Life in the outer realm is a lawless, dirty, hard existence, and Solara Brooks is hungry for it. Just out of the orphanage, she needs a fresh start in a place where nobody cares about the engine grease beneath her fingernails or the felony tattoos across her knuckles. She’s so desperate to reach the realm that she’s willing to indenture herself to Doran Spaulding, the rich and popular quarterback who made her life miserable all through high school, in exchange for passage aboard the spaceliner Zenith.
When a twist of fate lands them instead on the Banshee, a vessel of dubious repute, Doran learns he’s been framed on Earth for conspiracy. As he pursues a set of mysterious coordinates rumored to hold the key to clearing his name, he and Solara must get past their enmity to work together and evade those out for their arrest. Life on the Banshee may be tumultuous, but as Solara and Doran are forced to question everything they once believed about their world—and each other—the ship becomes home, and the eccentric crew family. But what Solara and Doran discover on the mysterious Planet X has the power to not only alter their lives, but the existence of everyone in the universe…
Starflight by Melissa Landers
Series: Starflight #1
Format: Hardcover, 369 pages
Status: Read from Feb 19, 2016 to Mar 1, 2016
My Rating: 4/5 stars
A penniless girl and a wealthy boy, enemies, are stuck together on an outer-space journey.
Solara has no family, no connections, and knuckle tattoos advertising her criminal record. She wants to turn her mechanical skills into a vehicle for self-sufficient life in the outer realm, but that’s far from Earth, so she needs someone to hire her for the trip and pay her passage. Enter Doran, her high school nemesis, “heir to the galaxy’s largest fuel corporation and first-string varsity football star.” Glaringly visible genre tropes include the gruff, motley spaceship crew that becomes family; the pirates and purposely brain-damaged torturers in pursuit; the alternating-between-protagonists third-person narration; and the enmity between Solara and Doran that will obviously turn to lust and love. Despite a far-future time frame and outer-space setting, Landers’ worldbuilding leans on such earthly details as rubber bands, Popsicle sticks, milled cider, funnel cake, and a barn dance with fiddles (on a distant planet). There are no nonhumans or extraterrestrials, and there is little science or technology beyond the outer-space premise. The protagonists are white; their two brown-skinned shipmates (whose blond “dreadlocks” are mentioned again and again) are stereotypically angry. For multiple narrators, creativity, and suspense in outer space, see Beth Revis’ Across the Universe series and Amie Kaufman and Meagan Spooner’s Starbound series instead.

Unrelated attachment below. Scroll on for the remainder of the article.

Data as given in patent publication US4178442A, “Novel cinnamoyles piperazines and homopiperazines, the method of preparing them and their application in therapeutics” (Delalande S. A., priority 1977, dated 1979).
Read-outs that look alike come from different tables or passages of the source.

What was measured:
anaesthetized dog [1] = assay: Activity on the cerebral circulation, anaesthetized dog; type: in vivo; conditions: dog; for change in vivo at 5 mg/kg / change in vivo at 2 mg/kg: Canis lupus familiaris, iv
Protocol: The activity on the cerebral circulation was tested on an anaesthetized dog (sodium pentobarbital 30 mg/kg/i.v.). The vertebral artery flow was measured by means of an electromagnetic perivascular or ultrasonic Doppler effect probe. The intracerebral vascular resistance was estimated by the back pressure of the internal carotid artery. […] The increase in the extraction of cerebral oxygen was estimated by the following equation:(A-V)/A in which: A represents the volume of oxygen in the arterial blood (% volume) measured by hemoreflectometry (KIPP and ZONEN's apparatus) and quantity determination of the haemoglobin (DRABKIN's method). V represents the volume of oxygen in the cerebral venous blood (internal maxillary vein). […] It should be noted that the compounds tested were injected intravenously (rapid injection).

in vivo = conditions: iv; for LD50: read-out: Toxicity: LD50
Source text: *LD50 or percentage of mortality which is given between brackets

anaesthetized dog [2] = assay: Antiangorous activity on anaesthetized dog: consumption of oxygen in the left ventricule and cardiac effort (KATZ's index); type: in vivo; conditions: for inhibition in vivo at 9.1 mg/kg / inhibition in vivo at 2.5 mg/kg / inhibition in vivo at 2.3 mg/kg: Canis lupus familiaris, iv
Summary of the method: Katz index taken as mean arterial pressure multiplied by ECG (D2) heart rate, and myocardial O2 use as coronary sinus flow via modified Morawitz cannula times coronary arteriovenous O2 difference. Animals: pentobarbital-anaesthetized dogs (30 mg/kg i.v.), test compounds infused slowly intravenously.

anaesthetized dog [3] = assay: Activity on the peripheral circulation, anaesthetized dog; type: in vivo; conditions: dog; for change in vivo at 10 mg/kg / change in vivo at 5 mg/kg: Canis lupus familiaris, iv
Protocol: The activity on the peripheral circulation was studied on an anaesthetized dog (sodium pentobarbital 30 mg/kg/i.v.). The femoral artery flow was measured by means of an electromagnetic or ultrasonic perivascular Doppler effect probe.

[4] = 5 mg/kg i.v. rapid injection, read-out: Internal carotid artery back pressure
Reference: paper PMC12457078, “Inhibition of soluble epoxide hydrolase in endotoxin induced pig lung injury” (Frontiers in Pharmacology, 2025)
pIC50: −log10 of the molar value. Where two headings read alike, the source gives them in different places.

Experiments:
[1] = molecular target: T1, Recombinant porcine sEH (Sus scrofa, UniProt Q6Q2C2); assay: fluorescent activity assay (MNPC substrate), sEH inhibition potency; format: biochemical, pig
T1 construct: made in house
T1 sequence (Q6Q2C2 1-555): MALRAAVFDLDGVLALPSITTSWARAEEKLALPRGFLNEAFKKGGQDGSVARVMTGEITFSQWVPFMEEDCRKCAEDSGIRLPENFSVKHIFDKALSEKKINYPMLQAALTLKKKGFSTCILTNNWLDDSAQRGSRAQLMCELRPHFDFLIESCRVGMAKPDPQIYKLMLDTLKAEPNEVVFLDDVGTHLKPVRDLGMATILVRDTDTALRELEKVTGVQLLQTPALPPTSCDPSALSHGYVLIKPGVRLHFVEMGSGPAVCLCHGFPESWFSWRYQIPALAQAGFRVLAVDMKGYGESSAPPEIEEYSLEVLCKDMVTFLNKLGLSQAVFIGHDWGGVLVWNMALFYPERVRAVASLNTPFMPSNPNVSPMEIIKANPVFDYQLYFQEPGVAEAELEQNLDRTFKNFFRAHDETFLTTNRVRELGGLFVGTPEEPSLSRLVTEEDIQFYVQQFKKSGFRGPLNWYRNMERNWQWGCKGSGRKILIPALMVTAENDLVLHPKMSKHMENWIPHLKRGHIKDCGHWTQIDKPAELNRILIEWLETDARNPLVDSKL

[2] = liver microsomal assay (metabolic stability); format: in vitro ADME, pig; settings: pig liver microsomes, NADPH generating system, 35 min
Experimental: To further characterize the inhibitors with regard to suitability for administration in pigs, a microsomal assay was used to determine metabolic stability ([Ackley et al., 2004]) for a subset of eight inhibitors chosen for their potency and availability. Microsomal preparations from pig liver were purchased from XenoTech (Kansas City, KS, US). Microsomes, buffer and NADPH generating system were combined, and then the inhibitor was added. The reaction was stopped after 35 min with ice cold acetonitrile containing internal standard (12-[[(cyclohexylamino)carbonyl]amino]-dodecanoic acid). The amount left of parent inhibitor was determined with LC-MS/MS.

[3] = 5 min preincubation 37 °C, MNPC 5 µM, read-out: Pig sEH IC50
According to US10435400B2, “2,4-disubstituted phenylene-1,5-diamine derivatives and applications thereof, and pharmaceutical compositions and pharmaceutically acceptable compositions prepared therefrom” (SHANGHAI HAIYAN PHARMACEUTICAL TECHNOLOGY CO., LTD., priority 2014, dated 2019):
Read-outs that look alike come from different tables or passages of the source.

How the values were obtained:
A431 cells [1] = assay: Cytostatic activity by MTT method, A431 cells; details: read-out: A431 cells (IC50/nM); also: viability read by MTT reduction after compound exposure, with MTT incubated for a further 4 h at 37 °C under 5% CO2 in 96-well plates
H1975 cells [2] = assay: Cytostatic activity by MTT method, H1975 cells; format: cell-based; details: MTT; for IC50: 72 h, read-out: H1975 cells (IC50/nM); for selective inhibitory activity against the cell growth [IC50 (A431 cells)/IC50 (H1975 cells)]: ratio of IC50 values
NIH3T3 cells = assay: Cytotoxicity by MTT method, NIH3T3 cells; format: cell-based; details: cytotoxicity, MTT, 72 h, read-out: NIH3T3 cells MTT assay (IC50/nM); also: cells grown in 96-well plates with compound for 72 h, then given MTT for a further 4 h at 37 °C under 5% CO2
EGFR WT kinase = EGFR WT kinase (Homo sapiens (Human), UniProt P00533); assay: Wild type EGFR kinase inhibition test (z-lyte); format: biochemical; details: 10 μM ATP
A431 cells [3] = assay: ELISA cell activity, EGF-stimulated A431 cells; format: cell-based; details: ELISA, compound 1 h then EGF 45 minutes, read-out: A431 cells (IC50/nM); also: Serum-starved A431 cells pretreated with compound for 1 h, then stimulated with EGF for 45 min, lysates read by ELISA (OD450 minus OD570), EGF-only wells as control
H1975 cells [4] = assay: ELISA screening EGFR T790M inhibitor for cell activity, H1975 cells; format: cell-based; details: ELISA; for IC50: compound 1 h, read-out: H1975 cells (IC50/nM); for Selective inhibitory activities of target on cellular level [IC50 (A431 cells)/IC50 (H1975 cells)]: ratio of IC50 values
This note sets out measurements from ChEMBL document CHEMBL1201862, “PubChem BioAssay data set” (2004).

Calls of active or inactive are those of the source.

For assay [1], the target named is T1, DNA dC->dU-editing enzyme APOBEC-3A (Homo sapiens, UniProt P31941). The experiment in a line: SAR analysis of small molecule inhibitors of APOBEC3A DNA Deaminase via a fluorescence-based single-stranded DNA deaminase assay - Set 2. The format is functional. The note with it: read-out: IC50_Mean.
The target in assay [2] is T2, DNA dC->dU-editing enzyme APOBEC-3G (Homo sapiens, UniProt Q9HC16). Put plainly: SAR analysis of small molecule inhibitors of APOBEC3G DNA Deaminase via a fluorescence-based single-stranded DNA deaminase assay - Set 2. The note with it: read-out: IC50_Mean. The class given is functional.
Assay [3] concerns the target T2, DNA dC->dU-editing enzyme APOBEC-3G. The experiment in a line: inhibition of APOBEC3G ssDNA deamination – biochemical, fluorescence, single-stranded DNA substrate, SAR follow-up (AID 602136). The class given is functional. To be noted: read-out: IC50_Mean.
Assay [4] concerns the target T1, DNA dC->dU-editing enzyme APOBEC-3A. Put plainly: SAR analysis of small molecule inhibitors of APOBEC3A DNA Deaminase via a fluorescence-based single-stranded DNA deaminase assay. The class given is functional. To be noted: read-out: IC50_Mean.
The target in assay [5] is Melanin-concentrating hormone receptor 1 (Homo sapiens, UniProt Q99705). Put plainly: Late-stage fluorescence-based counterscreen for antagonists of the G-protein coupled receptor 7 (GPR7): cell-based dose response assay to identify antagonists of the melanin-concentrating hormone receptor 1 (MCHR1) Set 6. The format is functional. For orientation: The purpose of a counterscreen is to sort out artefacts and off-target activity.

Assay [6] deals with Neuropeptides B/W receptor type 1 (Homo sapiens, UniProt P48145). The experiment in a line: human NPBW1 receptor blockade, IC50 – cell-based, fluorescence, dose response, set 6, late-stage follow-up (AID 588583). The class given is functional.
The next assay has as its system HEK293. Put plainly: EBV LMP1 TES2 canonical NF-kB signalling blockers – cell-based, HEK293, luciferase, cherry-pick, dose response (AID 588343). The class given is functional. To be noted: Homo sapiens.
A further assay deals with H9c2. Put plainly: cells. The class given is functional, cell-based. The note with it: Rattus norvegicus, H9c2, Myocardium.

The less-imaginative end of outer-space adventure romance.
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